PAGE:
September 20, 2017

Journey into Syndication Pt. 2

Like I said, as of December 1st 2006, I became a professional cartoonist (and yes, I use that term rather loosely). It was a fairly easy transition. I had already gotten used to meeting self-imposed deadlines while I was on Comics Sherpa and I had a backlog of ideas to write and draw from. The only real change was that I would now be drawing 7 days a week instead of the 5 I had grown accustomed to on Sherpa (and let me tell you, there’s a BIG difference between the two).

Anyhow, I had been on GoComics for about 2 or 3 weeks when I received my first e-mail from Universal Press Syndicate’s VP of Rights and Acquisitions, John Glynn congratulating me on the move. He also informed me that they had my print submission, that they’d like to monitor my work for a while and that he’d like to touch base with me again in a few weeks. While I wasn’t exactly sure of what the next discussion would be about, I was excited and anxious to find out.

The first week of 2007 came… And on January 5th I received another e-mail from John. Although I was really only expecting a critique of my work and how to improve it, to my surprise, the e-mail was much more intriguing. To be honest, I don’t even know or remember what most of the e-mail said as I soiled my pants and fainted from delight 3 or 4 times while reading it. After gaining composure, I gleefully called my girlfriend and my family to report the good news. I was offered a print syndication contract.

The contract was sent a few weeks later and after having my attorney request a few subtle changes, I had signed the contract and was officially in development as of March 1st 2007.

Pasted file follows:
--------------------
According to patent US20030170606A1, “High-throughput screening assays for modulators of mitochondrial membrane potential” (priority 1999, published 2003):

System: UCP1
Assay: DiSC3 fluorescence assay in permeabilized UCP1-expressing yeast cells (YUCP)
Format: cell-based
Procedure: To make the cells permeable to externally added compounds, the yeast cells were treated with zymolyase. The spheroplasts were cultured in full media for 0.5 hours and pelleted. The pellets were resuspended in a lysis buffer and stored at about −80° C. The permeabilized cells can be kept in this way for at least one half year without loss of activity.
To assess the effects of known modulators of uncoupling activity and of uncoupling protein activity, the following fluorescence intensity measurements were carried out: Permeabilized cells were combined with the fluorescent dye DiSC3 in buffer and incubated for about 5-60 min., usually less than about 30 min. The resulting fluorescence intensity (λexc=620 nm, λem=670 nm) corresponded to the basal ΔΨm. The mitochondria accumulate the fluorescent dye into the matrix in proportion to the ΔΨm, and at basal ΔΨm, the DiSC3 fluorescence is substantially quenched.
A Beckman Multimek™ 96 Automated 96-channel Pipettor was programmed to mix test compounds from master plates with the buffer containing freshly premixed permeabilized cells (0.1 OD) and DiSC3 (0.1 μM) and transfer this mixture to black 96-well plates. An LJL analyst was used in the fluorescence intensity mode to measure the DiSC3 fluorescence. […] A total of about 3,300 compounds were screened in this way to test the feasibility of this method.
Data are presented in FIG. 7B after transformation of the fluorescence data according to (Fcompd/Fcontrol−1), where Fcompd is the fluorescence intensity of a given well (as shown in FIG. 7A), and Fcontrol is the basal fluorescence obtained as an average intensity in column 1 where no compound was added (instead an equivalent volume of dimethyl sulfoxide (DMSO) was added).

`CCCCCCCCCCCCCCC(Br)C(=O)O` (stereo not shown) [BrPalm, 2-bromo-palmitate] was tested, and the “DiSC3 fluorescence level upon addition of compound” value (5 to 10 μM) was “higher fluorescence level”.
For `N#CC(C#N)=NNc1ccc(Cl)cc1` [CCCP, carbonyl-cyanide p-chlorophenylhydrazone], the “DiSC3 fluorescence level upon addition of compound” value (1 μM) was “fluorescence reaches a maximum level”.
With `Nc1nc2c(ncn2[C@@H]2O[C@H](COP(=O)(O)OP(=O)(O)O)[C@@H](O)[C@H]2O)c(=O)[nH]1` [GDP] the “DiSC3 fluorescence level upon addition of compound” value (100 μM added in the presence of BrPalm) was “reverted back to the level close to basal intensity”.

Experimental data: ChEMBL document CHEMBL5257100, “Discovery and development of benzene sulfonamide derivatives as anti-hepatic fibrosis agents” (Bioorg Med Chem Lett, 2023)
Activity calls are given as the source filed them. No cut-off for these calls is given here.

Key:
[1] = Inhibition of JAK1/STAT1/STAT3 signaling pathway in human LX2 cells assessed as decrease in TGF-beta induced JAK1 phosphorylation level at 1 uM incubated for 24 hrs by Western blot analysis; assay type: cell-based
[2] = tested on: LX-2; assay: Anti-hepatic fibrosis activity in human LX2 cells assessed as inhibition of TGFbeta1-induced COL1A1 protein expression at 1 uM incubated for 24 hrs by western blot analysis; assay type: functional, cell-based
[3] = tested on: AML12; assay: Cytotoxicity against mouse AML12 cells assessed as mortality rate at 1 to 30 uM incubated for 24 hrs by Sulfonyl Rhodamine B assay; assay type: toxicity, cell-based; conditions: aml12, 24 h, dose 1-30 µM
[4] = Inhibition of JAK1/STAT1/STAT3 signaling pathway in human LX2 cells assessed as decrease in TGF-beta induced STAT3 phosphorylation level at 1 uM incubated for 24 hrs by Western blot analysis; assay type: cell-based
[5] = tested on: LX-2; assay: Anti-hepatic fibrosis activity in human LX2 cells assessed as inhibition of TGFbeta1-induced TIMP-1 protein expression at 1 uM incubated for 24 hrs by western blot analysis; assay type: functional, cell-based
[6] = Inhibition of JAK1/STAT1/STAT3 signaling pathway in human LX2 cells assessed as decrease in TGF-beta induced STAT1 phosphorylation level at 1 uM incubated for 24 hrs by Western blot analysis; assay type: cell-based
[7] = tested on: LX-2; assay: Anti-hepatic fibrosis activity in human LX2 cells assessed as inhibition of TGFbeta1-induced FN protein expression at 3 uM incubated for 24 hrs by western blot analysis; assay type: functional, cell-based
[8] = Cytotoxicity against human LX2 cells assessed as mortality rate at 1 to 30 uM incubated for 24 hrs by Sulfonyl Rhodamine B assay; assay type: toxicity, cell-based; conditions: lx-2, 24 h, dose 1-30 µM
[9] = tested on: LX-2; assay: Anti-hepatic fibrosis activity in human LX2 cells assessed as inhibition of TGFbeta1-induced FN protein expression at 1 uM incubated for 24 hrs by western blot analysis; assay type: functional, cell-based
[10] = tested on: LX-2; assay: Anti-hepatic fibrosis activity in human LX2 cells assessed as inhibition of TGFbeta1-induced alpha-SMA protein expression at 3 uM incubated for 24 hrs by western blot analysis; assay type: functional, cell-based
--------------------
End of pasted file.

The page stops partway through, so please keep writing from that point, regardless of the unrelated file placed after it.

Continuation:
I continued to work online as part of the development process while my editors kept an eye on my comic through the GoComics website. Although it was my choice to continue working online and developing over the web isn’t anything unique to me and my situation – as I know there have been a few other cartoonists that have endured this process as well, it is a difficult process. While most professionally syndicated cartoonists have editors to catch mistakes, errors and other problems that may arise before the rest of the public is exposed to their work, because my editors didn’t get to see my work until it was posted on GoComics, the whole world (or at least those reading comics) got to see my work unedited and unadulterated – mistakes and all. And while it was embarrassing at times, it was a wonderful experience that actually allowed me to continue to gain exposure and learn at the same time…To Be Continued

Comments

  1. Kristi says:

    I knew from the MOMENT you showed me your work (on our second date almost 3 years ago) that if you would just put your work out there, there was no stopping you and your undeniable talent. I am amazed *every single time* you show me one of your new ideas. I continue to be so very proud of you, and I love you so much.
    Kristi

  2. Rick Ellis says:

    Same here.

  3. JG says:

    I think Rick just said he loved you so much?

  4. Jonathan says:

    These posts are great fun to read Scott! Looking forward to the next!

  5. scotthilburn says:

    Damnit Rick – I told you never to contact me here.

  6. Mike Witmer says:

    Whoa…it’s getting a little humid up in here!

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